Benedictine Sr. Joan Chittister is known as an inspiring writer and speaker, a tireless advocate for women's rights who refused to be silenced by the Vatican, a prophet often turned away in her own church and an unflagging champion for peace and justice.
In the biography Joan Chittister: Her Journey from Certainty to Faith, journalist Tom Roberts reveals the interior Joan Chittister: her difficult childhood in Pennsylvania, the young woman who found both refuge and purpose in her religious vocation, the public figure whose brilliance produced a body of written work that will stand as a profound expression of spirituality and women's concerns in this era.
This excerpt from Chapter 3, "The Monastery," describes a young Chittister determined to fulfill a desire she had since early childhood to become a nun.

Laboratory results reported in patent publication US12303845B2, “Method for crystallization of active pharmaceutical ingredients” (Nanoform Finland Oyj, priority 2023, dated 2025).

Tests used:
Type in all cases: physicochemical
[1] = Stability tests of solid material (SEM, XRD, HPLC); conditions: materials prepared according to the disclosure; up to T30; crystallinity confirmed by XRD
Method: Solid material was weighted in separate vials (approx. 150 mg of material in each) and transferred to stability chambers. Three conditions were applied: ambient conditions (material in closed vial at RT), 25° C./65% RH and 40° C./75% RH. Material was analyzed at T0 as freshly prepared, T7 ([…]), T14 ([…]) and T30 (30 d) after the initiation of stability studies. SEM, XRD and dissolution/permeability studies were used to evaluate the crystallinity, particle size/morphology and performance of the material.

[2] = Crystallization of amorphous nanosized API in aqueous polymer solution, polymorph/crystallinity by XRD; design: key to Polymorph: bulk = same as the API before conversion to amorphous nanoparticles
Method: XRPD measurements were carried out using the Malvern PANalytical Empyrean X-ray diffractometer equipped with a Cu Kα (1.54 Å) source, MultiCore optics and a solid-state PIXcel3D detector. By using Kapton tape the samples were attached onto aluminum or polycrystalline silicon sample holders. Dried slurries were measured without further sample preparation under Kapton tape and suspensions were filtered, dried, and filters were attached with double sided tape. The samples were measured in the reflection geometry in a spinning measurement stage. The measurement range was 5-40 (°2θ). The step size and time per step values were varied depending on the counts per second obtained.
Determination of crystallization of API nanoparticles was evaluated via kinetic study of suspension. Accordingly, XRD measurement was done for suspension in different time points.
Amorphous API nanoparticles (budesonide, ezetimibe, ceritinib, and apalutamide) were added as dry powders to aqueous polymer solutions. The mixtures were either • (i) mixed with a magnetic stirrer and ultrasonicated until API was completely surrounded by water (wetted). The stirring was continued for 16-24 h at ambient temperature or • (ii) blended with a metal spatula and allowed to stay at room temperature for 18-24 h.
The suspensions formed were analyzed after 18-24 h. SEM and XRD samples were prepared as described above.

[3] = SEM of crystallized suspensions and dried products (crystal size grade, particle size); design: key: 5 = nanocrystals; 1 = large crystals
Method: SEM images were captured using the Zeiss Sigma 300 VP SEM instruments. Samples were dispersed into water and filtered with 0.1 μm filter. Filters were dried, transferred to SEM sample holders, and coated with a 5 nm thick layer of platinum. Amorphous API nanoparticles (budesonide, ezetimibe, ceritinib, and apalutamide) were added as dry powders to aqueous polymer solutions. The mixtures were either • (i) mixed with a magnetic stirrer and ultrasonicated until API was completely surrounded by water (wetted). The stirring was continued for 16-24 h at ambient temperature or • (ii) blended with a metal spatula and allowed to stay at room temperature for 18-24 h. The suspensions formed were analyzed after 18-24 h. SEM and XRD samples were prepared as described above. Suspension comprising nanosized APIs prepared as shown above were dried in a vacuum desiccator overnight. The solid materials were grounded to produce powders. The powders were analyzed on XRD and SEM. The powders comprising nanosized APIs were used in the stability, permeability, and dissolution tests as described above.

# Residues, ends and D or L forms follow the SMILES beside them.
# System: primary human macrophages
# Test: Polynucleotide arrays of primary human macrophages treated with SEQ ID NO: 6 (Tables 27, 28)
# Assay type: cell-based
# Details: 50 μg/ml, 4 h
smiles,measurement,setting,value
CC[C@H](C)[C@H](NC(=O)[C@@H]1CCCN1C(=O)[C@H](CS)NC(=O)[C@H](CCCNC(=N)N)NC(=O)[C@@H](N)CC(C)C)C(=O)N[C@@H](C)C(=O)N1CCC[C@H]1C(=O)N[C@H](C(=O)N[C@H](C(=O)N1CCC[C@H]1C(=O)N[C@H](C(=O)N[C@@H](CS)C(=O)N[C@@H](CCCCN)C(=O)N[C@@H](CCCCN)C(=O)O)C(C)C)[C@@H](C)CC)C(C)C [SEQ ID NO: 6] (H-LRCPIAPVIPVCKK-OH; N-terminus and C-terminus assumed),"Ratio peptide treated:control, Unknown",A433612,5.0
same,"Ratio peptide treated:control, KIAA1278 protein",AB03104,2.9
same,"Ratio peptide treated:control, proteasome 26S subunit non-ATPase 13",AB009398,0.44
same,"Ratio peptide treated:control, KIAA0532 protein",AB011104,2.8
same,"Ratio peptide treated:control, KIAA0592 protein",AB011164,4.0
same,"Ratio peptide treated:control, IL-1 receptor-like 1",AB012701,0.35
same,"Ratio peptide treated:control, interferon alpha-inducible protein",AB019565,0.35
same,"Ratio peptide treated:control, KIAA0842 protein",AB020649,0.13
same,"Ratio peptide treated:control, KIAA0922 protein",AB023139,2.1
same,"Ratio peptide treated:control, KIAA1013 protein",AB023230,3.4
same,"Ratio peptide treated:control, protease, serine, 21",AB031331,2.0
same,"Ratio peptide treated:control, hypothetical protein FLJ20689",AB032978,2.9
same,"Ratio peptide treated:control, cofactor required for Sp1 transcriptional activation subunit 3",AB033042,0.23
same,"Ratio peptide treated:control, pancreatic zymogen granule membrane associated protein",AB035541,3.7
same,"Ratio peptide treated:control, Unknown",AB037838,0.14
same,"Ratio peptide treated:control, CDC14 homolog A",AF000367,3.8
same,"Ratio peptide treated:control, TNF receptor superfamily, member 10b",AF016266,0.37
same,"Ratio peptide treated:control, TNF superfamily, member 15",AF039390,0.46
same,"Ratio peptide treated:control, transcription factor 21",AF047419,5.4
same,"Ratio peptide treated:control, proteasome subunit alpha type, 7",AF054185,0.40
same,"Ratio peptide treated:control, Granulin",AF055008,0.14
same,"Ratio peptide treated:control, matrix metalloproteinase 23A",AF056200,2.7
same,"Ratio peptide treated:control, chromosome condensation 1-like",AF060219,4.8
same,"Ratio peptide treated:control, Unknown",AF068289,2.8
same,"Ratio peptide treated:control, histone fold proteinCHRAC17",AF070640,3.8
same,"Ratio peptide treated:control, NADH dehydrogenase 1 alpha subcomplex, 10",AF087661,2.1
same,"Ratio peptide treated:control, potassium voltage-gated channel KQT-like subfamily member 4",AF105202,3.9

They may not have been aware of it, but in their kindness to the new student the Benedictine sisters had sealed the deal. Before her freshman year of high school was completed Chittister knew she would become one of them. The moment couldn't arrive soon enough. At the end of her first year, Chittister rang the prioress's bell at the school.
"How did I know you weren't supposed to ring the prioress's bell? They were forever ringing bells, and I saw they had a card there with the sisters' bell numbers, so I just went and hit '1.' That was the prioress."
Mother Sylvester, the prioress, came out of her office. She looked a bit bewildered at seeing this youngster in front of her. Chittister got right to the point. "I said, 'Mother, I would like to talk to you about being a Benedictine.' "
She didn't get beyond that. The prioress asked her age, and when Joan said fifteen, the nun told her that the order did not take girls younger than sixteen.